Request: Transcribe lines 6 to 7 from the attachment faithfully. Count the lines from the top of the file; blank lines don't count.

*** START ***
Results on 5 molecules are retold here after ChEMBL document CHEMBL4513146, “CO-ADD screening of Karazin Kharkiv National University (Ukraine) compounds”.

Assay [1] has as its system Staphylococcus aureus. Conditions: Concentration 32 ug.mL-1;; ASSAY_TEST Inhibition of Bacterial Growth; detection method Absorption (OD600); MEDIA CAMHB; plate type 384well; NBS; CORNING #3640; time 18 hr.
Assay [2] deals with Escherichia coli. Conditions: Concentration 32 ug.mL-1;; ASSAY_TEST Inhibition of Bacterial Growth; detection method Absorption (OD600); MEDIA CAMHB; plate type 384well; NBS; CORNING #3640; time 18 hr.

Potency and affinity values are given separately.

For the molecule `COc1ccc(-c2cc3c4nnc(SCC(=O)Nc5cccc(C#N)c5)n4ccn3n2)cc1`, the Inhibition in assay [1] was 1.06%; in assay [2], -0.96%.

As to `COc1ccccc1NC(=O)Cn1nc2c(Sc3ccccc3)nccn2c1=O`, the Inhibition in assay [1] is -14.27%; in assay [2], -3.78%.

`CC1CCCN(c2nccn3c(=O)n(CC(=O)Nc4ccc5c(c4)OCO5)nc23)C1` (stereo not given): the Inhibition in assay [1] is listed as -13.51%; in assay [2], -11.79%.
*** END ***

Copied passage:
As to `COc1ccccc1NC(=O)Cn1nc2c(Sc3ccccc3)nccn2c1=O`, the Inhibition in assay [1] is -14.27%; in assay [2], -3.78%.

`CC1CCCN(c2nccn3c(=O)n(CC(=O)Nc4ccc5c(c4)OCO5)nc23)C1` (stereo not given): the Inhibition in assay [1] is listed as -13.51%; in assay [2], -11.79%.